Study Guides (400,000)
US (230,000)
U of O (400)
PSY (80)
PSY 201 (20)
Final

PSY 201 Study Guide - Final Guide: Rigid Body, Psychopathy, Asperger Syndrome


Department
Psychology
Course Code
PSY 201
Professor
Dasa Zeithamova Demircan
Study Guide
Final

This preview shows pages 1-3. to view the full 32 pages of the document.
Psych 201 Final Study Guide
Chapter 12 – Social Psychology
Explain how attitudes guide behavior.
we form attitudes through experience and socialization
opinions, beliefs, and feelings are called attitudes
shaped by social context
play an important role in how we evaluate and interact with other
people
direct experience of, or exposure to, things shape attitudes
the mere exposure effect
the more we are exposed to something, the more we are to like it
attitudes can be conditioned
advertisers take advantage of this
behaviors are consistent with strong attitudes
an attitude is more likely to predict behavior, to be consistent over time,
and to be resistant to change: the stronger it is, the more personally
relevant it is, the more specific it is, if it is formed through direct
experience
attitude accessibility predicts behavior consistent with the attitude
explicit attitudes: those you are aware of and can report
implicit attitudes: those you are not aware of, may be associated
with brain areas involved with implicit memories, implicit association
test
a belief we do not necessarily endorse but may affect our
behavior
discrepancies lead to dissonance
theory of cognitive dissonance: when we are confronted with information
implying that we may have behaved in ways that are irrational, immoral, or
stupid, we experience a good deal of discomfort. This feeling of discomfort
caused by performing and action that runs counter to one's customary
(typically positive) conception of oneself is referred to as cognitive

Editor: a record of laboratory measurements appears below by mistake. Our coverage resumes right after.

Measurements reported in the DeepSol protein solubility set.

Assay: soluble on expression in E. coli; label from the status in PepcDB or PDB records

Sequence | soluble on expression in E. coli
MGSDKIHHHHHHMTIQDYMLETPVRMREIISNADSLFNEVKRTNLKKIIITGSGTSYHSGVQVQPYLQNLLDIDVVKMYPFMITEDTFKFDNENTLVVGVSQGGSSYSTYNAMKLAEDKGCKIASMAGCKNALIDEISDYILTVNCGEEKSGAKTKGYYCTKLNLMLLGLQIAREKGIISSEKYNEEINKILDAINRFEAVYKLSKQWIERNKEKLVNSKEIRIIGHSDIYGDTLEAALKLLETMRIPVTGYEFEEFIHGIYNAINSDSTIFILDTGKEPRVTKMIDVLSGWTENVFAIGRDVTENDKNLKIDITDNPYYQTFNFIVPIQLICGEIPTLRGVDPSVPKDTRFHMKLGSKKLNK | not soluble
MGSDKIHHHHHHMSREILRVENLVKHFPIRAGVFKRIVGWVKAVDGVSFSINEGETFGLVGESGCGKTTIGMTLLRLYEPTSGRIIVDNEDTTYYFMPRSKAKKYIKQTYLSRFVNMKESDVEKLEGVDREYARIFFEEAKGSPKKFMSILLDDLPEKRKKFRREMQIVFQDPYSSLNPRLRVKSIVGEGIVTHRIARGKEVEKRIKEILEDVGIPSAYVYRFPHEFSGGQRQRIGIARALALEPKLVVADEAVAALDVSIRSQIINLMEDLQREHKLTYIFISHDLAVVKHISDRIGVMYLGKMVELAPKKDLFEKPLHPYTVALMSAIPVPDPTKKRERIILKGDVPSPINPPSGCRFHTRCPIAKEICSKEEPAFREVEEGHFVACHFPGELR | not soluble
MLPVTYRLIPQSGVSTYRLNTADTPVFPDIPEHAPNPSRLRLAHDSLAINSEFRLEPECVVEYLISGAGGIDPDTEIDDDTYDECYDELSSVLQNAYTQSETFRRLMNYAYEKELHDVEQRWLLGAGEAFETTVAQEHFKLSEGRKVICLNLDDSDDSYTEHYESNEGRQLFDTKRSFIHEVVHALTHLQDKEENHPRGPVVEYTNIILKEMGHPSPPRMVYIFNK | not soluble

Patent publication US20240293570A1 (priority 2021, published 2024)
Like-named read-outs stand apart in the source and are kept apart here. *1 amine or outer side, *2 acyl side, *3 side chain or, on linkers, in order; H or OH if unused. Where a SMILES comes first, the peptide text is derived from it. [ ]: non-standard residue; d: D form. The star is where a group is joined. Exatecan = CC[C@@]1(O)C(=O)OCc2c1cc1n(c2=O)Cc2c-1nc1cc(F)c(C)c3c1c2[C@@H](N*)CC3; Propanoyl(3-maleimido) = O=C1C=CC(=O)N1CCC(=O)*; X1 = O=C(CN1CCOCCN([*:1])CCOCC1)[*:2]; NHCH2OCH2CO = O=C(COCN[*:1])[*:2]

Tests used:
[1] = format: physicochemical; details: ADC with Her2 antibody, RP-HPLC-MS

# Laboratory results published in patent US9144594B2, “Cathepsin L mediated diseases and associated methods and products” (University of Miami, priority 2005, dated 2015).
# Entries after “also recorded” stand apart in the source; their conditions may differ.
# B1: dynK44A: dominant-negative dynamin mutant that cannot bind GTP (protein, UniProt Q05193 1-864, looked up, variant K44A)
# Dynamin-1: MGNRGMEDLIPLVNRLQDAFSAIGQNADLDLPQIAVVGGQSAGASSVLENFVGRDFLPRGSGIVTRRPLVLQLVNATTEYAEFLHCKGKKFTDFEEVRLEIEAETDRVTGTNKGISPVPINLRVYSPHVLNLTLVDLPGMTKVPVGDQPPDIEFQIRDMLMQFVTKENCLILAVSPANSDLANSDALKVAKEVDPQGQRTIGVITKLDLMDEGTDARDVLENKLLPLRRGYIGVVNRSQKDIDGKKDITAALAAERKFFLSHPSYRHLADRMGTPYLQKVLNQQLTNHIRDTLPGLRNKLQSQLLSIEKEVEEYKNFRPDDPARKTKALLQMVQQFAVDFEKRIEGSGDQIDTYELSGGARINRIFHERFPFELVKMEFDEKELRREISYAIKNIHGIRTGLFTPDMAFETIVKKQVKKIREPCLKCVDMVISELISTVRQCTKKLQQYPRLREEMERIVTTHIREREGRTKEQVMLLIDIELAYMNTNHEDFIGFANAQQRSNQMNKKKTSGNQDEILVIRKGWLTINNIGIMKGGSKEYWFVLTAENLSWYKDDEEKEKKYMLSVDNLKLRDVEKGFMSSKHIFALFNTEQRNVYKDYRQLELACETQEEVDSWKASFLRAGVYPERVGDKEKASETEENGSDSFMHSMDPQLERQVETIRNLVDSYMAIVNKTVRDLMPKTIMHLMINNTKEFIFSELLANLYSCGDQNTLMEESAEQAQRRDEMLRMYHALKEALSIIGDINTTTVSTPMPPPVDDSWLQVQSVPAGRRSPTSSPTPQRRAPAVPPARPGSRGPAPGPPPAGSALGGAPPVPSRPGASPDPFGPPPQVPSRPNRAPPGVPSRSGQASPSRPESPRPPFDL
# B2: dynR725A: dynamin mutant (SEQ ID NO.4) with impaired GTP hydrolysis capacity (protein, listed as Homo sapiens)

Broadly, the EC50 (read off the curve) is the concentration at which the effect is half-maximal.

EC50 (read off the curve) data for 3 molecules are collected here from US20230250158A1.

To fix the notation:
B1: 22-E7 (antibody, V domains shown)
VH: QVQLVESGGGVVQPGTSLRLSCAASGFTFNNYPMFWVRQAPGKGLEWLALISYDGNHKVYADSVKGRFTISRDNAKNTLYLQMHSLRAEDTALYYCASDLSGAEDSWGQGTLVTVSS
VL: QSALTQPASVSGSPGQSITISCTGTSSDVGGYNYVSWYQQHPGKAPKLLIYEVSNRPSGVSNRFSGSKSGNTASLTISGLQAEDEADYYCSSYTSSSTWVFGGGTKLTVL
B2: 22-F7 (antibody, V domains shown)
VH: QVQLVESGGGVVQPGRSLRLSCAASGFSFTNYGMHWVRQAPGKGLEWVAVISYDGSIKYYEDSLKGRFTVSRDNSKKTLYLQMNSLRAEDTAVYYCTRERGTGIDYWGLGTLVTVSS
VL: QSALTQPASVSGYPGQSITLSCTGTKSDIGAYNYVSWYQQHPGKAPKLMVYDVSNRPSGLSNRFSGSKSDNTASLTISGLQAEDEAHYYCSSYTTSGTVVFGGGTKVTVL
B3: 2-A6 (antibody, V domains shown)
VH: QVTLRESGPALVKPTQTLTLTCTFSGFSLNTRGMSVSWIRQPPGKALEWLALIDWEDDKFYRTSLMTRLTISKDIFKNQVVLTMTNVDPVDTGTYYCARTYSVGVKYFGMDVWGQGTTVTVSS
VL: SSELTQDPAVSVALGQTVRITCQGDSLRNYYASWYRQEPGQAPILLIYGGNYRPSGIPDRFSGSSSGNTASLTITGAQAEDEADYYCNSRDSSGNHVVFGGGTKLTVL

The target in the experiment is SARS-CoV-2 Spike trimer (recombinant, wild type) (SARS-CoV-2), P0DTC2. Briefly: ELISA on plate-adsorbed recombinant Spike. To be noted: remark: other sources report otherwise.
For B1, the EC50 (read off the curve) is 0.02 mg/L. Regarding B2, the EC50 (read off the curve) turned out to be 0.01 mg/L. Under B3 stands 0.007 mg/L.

dissonance.
Leon Festinger (1957) was the first to investigate the precise workings of
this powerful phenomenon and elaborated his findings into what is
arguably social psychology’s most important and most provocative theory,
the theory of cognitive dissonance.

Only pages 1-3 are available for preview. Some parts have been intentionally blurred.

Dissonance is most powerful when people behave in ways that threaten
their self-image.
There are three basic ways we try to reduce cognitive dissonance:
By changing our behavior to bring it in line with the dissonant
cognition.
By attempting to justify our behavior through changing one of the
dissonant cognitions.
By attempting to justify our behavior by adding new cognitions.
Every time we make a decision, we experience dissonance.
In any decision (between two cars, two colleges, two potential
lovers), the chosen alternative is seldom entirely positive, and the
alternative is seldom entirely negative.
So while making the decision, you have doubts.
After the decision, your cognition that you are a smart person is
dissonant with aspects that didn’t fit your choice.
You reduce dissonance by downplaying the negative aspects of the
one you chose and the positive aspects of the one you rejected.
Postdecision dissonance: dissonance aroused after making a decision,